Packaging, Contents, Exterior And Cabling
The box that the AX1500i comes in is huge. On its front, there's a quarter shot of the PSU with the modular panel exposed. Several icons right above the model description denote the seven-year warranty, the semipassive mode, the Corsair Link interface that allows the control and monitoring of the PSU through software, and the 80 Plus Titanium efficiency of the unit. On the back of the box, we find the power specifications table, along with two graphs showing the unit's efficiency and the fan's noise curve. According to the second graph, the fan isn't engaged at up to 30 percent of the load at 25 degrees Celsius (77 degrees Fahrenheit), and even at full load (most likely with the same ambient temperature of 25 C), its noise doesn't exceed 30 decibels. This looks impressive, especially for a 1.5-kW PSU. However, we will evaluate the fan's noise with our own equipment and test methodology to see if Corsair's statement stands.
Inside the box, the PSU is surrounded by packing foam and looks like it is adequately protected and capable of withstanding even harsh shipping conditions. The unit itself is stored in a nice cloth bag with Corsair's logo printed on it. With such an expensive product, luxuries like this cloth bag are very welcome.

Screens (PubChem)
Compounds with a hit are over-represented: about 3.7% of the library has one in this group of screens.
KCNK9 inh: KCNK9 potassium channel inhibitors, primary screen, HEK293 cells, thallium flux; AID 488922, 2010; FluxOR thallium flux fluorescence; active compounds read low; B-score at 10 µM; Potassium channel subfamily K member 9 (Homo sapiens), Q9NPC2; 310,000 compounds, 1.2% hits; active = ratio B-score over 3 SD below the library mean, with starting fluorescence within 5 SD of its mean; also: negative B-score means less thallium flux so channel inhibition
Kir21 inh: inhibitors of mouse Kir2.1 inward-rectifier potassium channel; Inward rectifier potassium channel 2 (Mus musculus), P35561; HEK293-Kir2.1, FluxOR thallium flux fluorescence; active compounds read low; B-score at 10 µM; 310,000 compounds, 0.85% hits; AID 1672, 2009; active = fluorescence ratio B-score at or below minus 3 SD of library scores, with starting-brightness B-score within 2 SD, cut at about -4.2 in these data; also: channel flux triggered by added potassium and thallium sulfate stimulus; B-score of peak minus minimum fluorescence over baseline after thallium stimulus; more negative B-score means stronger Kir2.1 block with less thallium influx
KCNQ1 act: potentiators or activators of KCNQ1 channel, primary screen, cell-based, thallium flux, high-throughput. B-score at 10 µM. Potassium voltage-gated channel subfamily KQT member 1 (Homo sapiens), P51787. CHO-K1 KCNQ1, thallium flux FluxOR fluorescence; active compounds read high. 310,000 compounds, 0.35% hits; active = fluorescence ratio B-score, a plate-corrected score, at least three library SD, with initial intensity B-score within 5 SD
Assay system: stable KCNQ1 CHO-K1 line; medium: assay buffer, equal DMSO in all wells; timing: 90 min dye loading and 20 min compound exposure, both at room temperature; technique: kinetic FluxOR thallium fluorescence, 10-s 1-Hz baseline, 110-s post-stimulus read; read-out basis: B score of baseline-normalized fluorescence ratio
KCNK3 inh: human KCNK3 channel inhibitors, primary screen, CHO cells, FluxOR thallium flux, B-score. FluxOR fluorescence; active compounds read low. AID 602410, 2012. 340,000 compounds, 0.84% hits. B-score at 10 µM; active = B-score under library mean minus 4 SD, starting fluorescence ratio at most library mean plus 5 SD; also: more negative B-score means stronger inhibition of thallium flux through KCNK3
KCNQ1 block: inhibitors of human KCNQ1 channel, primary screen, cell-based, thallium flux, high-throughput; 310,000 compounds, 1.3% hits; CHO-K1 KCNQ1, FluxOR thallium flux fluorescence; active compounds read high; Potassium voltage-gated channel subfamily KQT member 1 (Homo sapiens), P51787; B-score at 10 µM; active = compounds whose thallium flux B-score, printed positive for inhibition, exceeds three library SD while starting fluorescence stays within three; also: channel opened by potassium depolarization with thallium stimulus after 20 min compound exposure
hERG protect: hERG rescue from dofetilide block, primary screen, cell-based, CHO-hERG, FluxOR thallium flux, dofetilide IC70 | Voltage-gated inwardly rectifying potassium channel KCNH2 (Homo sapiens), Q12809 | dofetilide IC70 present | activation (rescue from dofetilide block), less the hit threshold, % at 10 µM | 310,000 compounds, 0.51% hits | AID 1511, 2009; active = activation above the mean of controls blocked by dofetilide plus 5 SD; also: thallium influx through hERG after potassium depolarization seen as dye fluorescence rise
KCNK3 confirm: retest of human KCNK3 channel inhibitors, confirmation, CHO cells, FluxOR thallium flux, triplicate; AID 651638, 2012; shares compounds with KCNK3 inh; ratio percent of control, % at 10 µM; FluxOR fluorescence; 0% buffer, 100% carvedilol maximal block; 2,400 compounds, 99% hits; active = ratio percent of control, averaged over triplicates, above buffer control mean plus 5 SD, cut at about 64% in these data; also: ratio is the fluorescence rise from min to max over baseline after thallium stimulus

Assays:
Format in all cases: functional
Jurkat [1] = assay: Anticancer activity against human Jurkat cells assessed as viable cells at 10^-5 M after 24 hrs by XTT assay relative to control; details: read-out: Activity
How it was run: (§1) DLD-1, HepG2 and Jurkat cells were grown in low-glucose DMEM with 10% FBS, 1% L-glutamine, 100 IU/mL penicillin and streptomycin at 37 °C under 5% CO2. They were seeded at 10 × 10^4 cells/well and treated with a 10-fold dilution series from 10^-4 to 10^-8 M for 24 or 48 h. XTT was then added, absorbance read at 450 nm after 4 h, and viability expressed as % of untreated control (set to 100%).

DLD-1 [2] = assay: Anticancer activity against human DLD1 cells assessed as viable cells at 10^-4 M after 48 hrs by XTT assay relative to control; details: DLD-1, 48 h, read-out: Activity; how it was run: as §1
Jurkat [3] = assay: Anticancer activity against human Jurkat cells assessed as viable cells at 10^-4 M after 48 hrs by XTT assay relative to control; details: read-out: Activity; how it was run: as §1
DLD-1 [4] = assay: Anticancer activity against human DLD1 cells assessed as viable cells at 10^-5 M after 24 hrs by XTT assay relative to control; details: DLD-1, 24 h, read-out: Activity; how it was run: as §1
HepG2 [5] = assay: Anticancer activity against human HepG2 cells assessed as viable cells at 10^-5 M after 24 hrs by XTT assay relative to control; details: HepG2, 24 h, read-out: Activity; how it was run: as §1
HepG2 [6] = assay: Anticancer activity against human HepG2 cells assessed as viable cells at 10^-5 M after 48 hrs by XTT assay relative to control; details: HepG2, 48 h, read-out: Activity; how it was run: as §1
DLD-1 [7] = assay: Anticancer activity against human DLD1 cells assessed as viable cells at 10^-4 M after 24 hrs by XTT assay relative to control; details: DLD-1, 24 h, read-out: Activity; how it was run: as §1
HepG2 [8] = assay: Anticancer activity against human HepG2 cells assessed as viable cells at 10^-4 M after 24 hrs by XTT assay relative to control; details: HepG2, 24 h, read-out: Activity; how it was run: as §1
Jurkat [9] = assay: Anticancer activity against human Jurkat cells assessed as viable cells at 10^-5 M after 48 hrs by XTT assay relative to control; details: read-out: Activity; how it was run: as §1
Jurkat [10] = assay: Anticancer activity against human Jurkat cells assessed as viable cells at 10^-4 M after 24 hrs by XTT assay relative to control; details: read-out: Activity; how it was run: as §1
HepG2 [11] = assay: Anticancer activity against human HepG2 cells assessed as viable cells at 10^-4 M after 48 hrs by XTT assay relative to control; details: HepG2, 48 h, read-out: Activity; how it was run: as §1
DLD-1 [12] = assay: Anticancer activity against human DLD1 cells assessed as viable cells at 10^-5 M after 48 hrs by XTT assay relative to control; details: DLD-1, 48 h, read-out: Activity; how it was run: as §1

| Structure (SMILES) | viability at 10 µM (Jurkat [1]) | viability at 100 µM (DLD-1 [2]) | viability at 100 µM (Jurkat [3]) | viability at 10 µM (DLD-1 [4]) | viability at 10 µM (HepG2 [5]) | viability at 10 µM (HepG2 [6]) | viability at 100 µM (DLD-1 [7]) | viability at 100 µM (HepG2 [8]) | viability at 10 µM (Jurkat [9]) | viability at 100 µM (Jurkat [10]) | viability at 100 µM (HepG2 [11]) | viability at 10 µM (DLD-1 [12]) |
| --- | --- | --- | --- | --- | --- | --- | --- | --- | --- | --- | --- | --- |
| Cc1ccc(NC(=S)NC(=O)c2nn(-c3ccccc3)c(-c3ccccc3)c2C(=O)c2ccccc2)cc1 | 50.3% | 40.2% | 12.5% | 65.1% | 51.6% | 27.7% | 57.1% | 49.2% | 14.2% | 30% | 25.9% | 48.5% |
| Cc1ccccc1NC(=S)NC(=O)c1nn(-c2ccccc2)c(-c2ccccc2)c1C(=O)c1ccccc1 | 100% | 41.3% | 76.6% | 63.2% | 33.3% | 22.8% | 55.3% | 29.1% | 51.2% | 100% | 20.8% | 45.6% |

The contents include a nylon pouch for storing the modular cables that won't be used, several zip ties, a set of fixing bolts, the user manual and a warranty leaflet. As you can see from the photos above, the AC power cord is heavy-duty, featuring a C19 coupler. In high-capacity PSUs like the AX1500i, the use of C19 and C20 couplers is required, because with 115VAC input and a full load, the PSU can draw up to 15 A from the AC socket. According to IEC 60320 set of standards, the typical C13/C14 couplers are suitable for only up to 10 A, so they shouldn't be used in PSUs with more than 1.1-kW capacity.
Corsair added a sticker on the front of the PSU noting that the fan will not spin at low loads. This is to reassure users that the fan isn't defective, and it is perfectly normal for it not to start spinning right away. The on/off switch looks very small for such a large PSU. However, it isn't installed in series with the live wire; it is just a standby switch. Finally, the PSU's inlet is a C20.
On the sides of the PSU are two decals stating the product's model number, and the power specifications table is shown at the bottom of the PSU.
On the back, the modular panel has many sockets, all of them numbered so you can easily distinguish them through the Corsair Link application.
In the photo above, near the top-left corner, you can see a self-test button, through which you can check whether the PSU is working properly. One of the two LED indicators should light up green while the fan spins up once you press the corresponding button. You should contact Corsair's customer service if the LED lights up red and the fan doesn't spin. In the same area, you will also find the USB Comm and I2C ports. You will utilize the I2C ports only if you use a Corsair Link Commander. Lastly, as you can see in our sample, the USB port has skipped quality control; it wasn't soldered in place properly. Thankfully, this didn't affect its proper function.
All cables are flat and discreet, and their quality is quite good. If you want even higher-quality cables with a nicer look, you can get an individually sleeved kit from Corsair, which comes at an additional cost.